the routes so that the Preferred Egress Interface is the
           preferred next-hop.
        2. Send traffic at maximum forwarding rate to destinations
           matching all IGP routes from Tester to DUT on Ingress
           Interface [2].
        3. Verify traffic routed over Preferred Egress Interface.
        4. Remove IGP adjacency from Tester's Neighbor Interface [2]
           connected to Preferred Egress Interface.
        5. Measure Rate-Derived Convergence Time [2] and Loss-Derived
           Convergence Time [2] as DUT detects the IGP session failure
           event and converges all IGP routes and traffic over the
           Next-Best Egress Interface.
        6. Restore IGP session on DUT's Preferred Egress Interface.
        7. Measure Restoration Convergence Time [2] as DUT detects the
           session up event and converges all IGP routes and traffic over
           the Preferred Egress Interface.

        Results
        The measured IGP Convergence time is influenced by the IGP
        Hello Interval, IGP Dead Interval, SPF delay, SPF Holdtime,
        SPF Execution Time, Tree Build Time, and Hardware Update
        Time.

  4.4 Convergence Due to Route Withdrawal

        Objective
        To obtain the IGP Route Convergence due to Route Withdrawal.

        Procedure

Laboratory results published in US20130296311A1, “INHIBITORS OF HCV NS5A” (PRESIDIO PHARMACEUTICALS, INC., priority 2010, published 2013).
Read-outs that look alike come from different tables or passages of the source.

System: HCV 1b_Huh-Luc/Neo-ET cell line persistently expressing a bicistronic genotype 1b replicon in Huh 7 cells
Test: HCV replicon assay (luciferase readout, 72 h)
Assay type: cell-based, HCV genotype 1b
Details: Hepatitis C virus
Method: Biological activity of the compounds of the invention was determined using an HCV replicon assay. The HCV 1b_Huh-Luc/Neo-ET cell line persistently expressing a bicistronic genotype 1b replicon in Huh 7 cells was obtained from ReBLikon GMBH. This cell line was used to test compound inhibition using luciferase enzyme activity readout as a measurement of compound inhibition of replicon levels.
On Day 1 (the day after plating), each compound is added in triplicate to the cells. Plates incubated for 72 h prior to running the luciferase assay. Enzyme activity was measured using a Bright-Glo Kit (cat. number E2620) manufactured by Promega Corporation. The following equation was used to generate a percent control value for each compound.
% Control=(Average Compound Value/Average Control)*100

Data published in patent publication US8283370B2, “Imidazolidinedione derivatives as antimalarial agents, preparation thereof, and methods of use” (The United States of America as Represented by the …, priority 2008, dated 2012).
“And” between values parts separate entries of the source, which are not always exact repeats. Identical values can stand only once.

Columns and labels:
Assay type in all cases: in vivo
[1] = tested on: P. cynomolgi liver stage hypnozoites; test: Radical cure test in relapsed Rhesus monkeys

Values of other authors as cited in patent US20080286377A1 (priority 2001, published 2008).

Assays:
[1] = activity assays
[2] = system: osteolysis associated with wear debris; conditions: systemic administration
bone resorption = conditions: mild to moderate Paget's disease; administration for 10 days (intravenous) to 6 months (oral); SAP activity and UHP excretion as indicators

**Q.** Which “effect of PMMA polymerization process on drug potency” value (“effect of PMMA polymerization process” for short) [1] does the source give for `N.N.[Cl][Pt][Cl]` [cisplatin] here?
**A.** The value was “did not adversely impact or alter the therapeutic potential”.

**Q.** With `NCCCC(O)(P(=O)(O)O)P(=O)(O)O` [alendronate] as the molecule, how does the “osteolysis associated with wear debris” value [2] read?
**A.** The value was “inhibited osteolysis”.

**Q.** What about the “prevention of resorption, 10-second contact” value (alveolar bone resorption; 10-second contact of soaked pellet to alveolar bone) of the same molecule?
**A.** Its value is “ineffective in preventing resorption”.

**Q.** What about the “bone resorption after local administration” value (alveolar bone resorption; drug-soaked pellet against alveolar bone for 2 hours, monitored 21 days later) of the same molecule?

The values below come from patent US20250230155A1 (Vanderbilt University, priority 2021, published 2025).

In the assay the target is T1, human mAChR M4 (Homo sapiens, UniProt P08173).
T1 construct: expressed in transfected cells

1. Advertise matching IGP routes from Tester to DUT on
         Preferred Egress Interface [2] and Next-Best Egress Interface
           [2] using the topology shown in Figure 1.  Set the cost of
           the routes so that the Preferred Egress Interface is the
           preferred next-hop.
        2. Send traffic at maximum forwarding rate to destinations
           matching all IGP routes from Tester to DUT on Ingress
           Interface [2].
        3. Verify traffic routed over Preferred Egress Interface.
        4. Tester withdraws all IGP routes from DUT's Local Interface
           on Preferred Egress Interface.


Poretsky, Imhoff                                                                [Page 10]


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        5. Measure Rate-Derived Convergence Time [2] and Loss-Derived
           Convergence Time [2] as DUT processes the route withdrawal
           event and converges all IGP routes and traffic over the
           Next-Best Egress Interface.
        6. Re-advertise IGP routes to DUT's Preferred Egress Interface.
        7. Measure Restoration Convergence Time [2] as DUT converges all
           IGP routes and traffic over the Preferred Egress Interface.

        Results
        The measured IGP Convergence time is the SPF Processing and FIB
        Update time as influenced by the SPF delay, SPF Holdtime,
        SPF Execution Time, Tree Build Time, and Hardware Update Time.

   4.5 Convergence Due to Cost Change

        Objective
        To obtain the IGP Route Convergence due to route cost change.

        Procedure
        1. Advertise matching IGP routes from Tester to DUT on
         Preferred Egress Interface [2] and Next-Best Egress Interface